The two suspects who were in front - 20 year old Jimmy Campbell and 32 year old Timothy Rushing - admitted to attacking the victim. Witnesses confirmed their story. They said they fought with him because he was "loud and obnoxious". They said they had to use a bottle because he was "big" and was "disrespecting" their house.

Campbell and Rushing were both charged with aggravated battery and they were booked into jail. The victim had a lacerated cornea, a laceration to his left ear a contusion on his forehead and lacerations above and below his eye.

Two runaway juveniles steal fire truck; are arrested

West Summerland Key - Two 17 year old boys who ran away from Camp Sawyer on West Summerland Key early Monday were caught in a stolen fire truck just hours later, as they attempted to flee the Florida Keys.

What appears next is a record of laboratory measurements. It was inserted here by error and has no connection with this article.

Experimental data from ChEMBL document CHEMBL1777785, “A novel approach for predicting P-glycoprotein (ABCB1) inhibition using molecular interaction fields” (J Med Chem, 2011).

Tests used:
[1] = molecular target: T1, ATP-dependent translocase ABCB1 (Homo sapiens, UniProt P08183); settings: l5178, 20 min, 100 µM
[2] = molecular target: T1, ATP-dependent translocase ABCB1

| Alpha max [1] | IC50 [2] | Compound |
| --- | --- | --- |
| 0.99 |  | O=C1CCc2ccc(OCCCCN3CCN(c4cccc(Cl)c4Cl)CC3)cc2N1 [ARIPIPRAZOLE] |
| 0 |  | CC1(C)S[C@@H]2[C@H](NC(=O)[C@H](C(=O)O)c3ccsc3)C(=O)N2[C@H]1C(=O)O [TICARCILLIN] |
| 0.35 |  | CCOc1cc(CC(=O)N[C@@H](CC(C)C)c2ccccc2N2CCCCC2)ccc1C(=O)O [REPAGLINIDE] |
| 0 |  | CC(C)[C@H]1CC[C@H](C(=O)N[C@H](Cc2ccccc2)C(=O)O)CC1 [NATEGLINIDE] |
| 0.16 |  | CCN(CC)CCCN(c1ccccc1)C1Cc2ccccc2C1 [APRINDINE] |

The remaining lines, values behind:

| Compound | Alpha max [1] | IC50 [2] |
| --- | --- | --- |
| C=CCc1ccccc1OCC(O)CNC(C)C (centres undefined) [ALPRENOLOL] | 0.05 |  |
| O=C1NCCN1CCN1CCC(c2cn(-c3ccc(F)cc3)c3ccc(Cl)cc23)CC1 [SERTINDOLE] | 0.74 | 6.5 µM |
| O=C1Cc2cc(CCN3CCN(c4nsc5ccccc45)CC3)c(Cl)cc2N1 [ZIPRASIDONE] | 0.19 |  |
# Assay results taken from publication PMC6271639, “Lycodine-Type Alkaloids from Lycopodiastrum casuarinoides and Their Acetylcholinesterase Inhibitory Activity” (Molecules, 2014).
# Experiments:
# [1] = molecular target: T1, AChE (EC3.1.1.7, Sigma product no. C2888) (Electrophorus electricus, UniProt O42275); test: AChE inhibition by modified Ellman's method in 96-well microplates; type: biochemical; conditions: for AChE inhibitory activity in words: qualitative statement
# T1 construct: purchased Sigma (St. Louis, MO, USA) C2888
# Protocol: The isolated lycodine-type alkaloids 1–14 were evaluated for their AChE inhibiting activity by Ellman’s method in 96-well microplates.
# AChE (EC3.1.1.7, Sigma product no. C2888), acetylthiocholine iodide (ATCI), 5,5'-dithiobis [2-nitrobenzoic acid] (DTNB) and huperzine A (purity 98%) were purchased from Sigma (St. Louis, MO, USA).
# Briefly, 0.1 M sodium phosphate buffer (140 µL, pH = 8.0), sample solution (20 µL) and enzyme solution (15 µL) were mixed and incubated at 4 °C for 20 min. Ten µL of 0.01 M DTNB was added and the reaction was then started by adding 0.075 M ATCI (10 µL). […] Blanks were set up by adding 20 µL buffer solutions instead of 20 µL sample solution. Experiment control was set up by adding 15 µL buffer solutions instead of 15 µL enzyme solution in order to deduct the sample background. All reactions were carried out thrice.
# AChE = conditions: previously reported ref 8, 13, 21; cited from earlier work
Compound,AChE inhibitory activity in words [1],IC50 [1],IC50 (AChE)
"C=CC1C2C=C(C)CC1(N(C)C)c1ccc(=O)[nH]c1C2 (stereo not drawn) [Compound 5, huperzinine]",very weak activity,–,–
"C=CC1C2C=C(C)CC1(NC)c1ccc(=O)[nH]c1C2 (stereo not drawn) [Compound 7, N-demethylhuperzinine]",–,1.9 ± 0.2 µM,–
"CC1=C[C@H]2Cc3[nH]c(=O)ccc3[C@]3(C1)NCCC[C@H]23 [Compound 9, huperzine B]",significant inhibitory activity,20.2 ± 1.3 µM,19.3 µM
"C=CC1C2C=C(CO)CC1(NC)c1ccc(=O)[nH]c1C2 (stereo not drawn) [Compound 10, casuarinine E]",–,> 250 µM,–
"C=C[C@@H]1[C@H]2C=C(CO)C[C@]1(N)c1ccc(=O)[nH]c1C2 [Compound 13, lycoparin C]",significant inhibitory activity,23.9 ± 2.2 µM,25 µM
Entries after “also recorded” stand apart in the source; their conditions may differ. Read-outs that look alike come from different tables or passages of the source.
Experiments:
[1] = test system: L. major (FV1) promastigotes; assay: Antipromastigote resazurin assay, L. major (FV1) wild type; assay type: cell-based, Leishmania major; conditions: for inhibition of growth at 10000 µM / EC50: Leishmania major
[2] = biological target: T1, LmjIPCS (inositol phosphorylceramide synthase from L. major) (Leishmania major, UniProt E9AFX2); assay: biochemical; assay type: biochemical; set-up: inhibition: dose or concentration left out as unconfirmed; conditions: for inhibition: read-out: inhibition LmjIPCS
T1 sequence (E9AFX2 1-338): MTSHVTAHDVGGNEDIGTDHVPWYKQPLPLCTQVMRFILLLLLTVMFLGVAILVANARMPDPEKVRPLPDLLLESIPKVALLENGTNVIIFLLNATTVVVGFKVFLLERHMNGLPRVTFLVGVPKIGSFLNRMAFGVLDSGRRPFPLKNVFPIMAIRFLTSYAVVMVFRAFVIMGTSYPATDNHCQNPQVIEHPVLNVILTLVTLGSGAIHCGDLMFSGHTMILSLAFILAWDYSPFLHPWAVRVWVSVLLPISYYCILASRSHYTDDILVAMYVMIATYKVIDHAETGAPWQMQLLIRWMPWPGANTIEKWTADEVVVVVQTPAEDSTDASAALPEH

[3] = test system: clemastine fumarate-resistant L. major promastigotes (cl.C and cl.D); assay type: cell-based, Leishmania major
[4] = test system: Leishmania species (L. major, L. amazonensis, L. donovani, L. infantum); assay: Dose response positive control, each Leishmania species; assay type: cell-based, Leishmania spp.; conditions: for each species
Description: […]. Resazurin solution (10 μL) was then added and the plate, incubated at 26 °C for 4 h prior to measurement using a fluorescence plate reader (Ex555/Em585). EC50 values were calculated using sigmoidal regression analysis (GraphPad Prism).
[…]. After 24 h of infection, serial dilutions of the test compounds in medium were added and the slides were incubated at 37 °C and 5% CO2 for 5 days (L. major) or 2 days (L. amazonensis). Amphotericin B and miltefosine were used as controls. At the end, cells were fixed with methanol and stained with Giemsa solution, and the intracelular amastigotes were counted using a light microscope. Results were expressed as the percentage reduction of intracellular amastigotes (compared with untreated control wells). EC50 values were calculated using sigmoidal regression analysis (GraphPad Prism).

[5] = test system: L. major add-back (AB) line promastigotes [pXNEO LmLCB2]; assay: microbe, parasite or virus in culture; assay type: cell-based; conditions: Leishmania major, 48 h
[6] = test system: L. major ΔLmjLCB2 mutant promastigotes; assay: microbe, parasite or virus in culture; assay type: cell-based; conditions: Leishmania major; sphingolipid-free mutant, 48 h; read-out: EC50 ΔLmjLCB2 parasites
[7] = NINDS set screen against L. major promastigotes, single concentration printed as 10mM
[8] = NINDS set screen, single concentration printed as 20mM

Sheriff's deputies were called to Camp Sawyer on West Summerland Key at 4 a.m. Monday. Counselors at the camp wanted to report the two boys missing. Steven Barron and Joshua Ryan are both from a school in Pennsylvania called "Outward In". They were at the camp attending a juvenile diversion program for troubled juveniles. They had gone missing from their tent at the camp. A report was taken and a notice to be on the lookout was issued for the boys.

At 8 a.m., deputies were called back to the camp. A bright red 2006 Chevrolet truck belonging to the Big Pine Key Fire Department had been stolen from the camp, where it was parked overnight. Responding Deputy David Chavka realized the likelihood that the missing boys had taken it, so they immediately issued a notice to be on the lookout for the truck.